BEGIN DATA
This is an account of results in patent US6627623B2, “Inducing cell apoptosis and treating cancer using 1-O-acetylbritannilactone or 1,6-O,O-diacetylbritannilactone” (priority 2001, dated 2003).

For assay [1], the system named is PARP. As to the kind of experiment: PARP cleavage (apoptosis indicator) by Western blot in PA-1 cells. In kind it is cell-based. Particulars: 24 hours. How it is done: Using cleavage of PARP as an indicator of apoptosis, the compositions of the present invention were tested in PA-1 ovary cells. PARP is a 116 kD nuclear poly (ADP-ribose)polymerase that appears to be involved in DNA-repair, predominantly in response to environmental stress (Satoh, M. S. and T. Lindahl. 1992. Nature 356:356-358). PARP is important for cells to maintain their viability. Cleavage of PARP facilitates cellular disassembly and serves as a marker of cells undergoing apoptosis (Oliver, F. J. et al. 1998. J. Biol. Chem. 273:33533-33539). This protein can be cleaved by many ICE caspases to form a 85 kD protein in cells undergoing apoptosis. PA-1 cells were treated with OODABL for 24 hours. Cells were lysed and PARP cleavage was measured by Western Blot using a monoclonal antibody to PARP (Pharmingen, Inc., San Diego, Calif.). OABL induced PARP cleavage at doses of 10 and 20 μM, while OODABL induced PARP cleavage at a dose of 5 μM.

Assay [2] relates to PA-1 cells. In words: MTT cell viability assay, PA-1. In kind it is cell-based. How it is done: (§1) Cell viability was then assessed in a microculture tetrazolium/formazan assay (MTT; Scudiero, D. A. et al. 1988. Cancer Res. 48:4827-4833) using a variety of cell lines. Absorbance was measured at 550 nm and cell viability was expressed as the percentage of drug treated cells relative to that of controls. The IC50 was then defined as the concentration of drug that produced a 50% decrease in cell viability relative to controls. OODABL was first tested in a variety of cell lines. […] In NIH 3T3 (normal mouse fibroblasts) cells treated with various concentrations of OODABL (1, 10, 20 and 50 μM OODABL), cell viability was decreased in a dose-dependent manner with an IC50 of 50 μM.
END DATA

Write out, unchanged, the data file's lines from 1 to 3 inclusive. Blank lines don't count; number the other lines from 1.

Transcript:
This is an account of results in patent US6627623B2, “Inducing cell apoptosis and treating cancer using 1-O-acetylbritannilactone or 1,6-O,O-diacetylbritannilactone” (priority 2001, dated 2003).

For assay [1], the system named is PARP. As to the kind of experiment: PARP cleavage (apoptosis indicator) by Western blot in PA-1 cells. In kind it is cell-based. Particulars: 24 hours. How it is done: Using cleavage of PARP as an indicator of apoptosis, the compositions of the present invention were tested in PA-1 ovary cells. PARP is a 116 kD nuclear poly (ADP-ribose)polymerase that appears to be involved in DNA-repair, predominantly in response to environmental stress (Satoh, M. S. and T. Lindahl. 1992. Nature 356:356-358). PARP is important for cells to maintain their viability. Cleavage of PARP facilitates cellular disassembly and serves as a marker of cells undergoing apoptosis (Oliver, F. J. et al. 1998. J. Biol. Chem. 273:33533-33539). This protein can be cleaved by many ICE caspases to form a 85 kD protein in cells undergoing apoptosis. PA-1 cells were treated with OODABL for 24 hours. Cells were lysed and PARP cleavage was measured by Western Blot using a monoclonal antibody to PARP (Pharmingen, Inc., San Diego, Calif.). OABL induced PARP cleavage at doses of 10 and 20 μM, while OODABL induced PARP cleavage at a dose of 5 μM.

Assay [2] relates to PA-1 cells. In words: MTT cell viability assay, PA-1. In kind it is cell-based. How it is done: (§1) Cell viability was then assessed in a microculture tetrazolium/formazan assay (MTT; Scudiero, D. A. et al. 1988. Cancer Res. 48:4827-4833) using a variety of cell lines. Absorbance was measured at 550 nm and cell viability was expressed as the percentage of drug treated cells relative to that of controls. The IC50 was then defined as the concentration of drug that produced a 50% decrease in cell viability relative to controls. OODABL was first tested in a variety of cell lines. […] In NIH 3T3 (normal mouse fibroblasts) cells treated with various concentrations of OODABL (1, 10, 20 and 50 μM OODABL), cell viability was decreased in a dose-dependent manner with an IC50 of 50 μM.